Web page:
March 2002

Various Artists - Cool Blue Rocks: Rock & Roll in the Bluegrass Tradition
Sugar Hill SUG-CD-3930
Released: 2001

by David J. Cantor

Musical Performance ****
Recording Quality ****
Overall Enjoyment ****

[Reviewed on CD]The producers of Cool Blue Rocks: Rock & Roll in the Bluegrass Tradition made a fine selection from among the vast number of tracks available to them in a time when rock influences musicians in virtually all genres, bluegrass included. One enjoyable aspect of this disc is its wide range of rock styles. Songs by Lowell George, John Fogerty, Bob Dylan, Jimi Hendrix, Mark Knopfler, Johnny Winter, U2, Bob Marley, and the Rev. Gary Davis are featured, and even "Cross Road Blues" by Robert Johnson, who wrote and recorded it quite a while before the human ear first feasted on rock ‘n’ roll -- or bluegrass, for that matter -- done here by Sammy Shelor.

An exemplary track is Tim O’Brien performing Bob Dylan’s "Tombstone Blues." Here, the song is wrested, especially in rhythm and tempo, into a bluegrass style, as opposed to merely being played on bluegrass instruments. Flying along more quickly than Dylan’s original, it has a lighter tone as there is no time to dwell on the lyrics. Yet the song’s intelligence, wit, and intriguing metaphors come through. A delightful bunch of O’Brien’s Dylan renditions, including this one, are available on O’Brien’s Red on Blonde.

Two of the most successful tunes are performed by The Seldom Scene, a long-enduring and influential contemporary bluegrass band: "Settin’ Me Up" by Mark Knopfler -- you know the one: "Settin’ me up to put me down/You’re makin’ me out to be your clown" -- and "Bad Moon Rising" by John Fogerty, a Creedence Clearwater Revival number.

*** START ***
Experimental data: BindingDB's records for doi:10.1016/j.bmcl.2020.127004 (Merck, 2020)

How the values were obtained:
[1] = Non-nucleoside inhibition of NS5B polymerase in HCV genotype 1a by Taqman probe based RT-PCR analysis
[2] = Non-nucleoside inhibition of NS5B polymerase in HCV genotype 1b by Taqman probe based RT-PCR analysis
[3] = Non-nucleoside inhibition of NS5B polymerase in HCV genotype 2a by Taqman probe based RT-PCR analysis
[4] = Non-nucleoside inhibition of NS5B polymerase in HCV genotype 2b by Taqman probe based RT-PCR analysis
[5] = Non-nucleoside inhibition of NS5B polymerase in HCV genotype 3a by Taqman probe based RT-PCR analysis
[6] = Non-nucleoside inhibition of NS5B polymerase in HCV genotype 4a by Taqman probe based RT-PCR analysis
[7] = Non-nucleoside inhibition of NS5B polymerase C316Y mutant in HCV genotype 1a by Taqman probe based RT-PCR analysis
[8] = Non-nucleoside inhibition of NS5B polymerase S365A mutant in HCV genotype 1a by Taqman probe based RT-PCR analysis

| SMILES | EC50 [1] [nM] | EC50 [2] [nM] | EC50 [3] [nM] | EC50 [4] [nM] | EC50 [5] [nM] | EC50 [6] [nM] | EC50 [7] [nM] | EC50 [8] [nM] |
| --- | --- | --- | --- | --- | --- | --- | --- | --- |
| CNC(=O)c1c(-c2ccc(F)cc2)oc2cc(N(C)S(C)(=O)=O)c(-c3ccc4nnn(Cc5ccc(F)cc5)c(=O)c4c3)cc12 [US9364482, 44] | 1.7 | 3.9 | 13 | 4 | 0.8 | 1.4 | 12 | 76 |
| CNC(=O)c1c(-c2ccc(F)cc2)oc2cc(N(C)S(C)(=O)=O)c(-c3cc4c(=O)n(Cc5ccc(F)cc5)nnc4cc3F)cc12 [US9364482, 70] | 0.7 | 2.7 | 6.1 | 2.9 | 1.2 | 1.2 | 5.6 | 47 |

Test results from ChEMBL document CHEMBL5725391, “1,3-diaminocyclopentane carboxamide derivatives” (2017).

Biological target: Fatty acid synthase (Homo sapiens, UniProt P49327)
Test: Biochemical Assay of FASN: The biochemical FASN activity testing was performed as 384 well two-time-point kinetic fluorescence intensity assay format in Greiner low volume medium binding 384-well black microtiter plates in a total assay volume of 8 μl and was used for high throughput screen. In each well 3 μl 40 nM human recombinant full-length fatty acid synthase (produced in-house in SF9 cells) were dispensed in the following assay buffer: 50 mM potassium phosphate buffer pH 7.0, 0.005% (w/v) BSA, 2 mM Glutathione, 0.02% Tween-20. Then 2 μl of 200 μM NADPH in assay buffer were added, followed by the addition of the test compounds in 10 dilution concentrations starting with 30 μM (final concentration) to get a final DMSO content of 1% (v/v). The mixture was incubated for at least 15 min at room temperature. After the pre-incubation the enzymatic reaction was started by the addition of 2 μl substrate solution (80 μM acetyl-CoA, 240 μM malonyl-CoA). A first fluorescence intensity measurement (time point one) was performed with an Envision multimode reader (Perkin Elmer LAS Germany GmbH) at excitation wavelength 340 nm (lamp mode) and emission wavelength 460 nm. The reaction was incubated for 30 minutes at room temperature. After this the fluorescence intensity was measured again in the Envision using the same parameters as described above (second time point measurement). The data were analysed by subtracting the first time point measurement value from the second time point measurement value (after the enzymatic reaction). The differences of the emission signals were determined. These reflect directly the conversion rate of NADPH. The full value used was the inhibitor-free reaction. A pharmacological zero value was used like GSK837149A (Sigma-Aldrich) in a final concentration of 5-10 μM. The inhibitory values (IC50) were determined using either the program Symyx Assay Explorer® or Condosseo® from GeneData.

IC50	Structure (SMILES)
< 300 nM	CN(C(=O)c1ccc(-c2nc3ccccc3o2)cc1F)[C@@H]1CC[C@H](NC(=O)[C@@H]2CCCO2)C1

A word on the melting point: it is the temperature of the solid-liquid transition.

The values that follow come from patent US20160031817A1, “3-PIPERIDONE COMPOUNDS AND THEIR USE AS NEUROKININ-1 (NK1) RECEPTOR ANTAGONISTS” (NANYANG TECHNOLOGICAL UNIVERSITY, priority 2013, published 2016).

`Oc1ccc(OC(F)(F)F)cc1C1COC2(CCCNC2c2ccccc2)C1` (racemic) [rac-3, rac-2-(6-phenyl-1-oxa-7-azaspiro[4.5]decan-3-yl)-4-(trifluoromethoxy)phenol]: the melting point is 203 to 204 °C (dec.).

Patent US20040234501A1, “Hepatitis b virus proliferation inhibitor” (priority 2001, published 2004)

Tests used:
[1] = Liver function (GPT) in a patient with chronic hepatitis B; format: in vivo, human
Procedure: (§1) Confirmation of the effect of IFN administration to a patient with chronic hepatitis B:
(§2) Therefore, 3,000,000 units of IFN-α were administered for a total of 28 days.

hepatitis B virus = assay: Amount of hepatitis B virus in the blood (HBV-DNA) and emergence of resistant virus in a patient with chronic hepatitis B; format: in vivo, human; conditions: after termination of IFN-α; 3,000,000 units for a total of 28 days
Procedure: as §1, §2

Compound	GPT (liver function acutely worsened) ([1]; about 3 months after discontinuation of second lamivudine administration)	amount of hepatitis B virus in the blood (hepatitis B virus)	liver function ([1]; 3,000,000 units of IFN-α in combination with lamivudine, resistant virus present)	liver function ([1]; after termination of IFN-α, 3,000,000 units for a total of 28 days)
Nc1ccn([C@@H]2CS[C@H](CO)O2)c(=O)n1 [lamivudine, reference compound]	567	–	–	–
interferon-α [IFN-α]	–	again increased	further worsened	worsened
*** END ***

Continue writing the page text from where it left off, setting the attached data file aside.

Perhaps the most ambitious cuts are the Jimi Hendrix tunes "3rd Stone from the Sun" and "Hey Joe." By and large, I much prefer songs with words (if it isn’t sung, is it a song?), but hearing Psychograss play the instrumental "3rd Stone" -- from its CD Like Minds -- one readily understands how fiddler Darol Anger must have wanted to record the winding, somewhat Middle Eastern-sounding melody and how mandolinist Mike Marshall, Tony Trischka, who puts bow to banjo here, and the other members of Psychograss would want to follow through, once having gotten into the groove.

Enjoyable but not as far removed from the originals are the Bob Marley reggae tunes "Is This Love" performed by virtuoso mandolin picker and strummer Sam Bush and "One Love/People Get Ready" performed by New Grass Revival, an innovative bluegrass band also featuring Bush. In the same category I would place Chesapeake’s skilled take on "Let It Roll" and Sam Bush’s version of "Sailin’ Shoes."

If you enjoy rock, bluegrass, or both, like to be able to comprehend words as they are sung, and can be grabbed by a variety of rhythms and styles, Cool Blue Rocks is a good find that may also inspire you to pick up some of the CDs whose tracks found their way onto this compilation.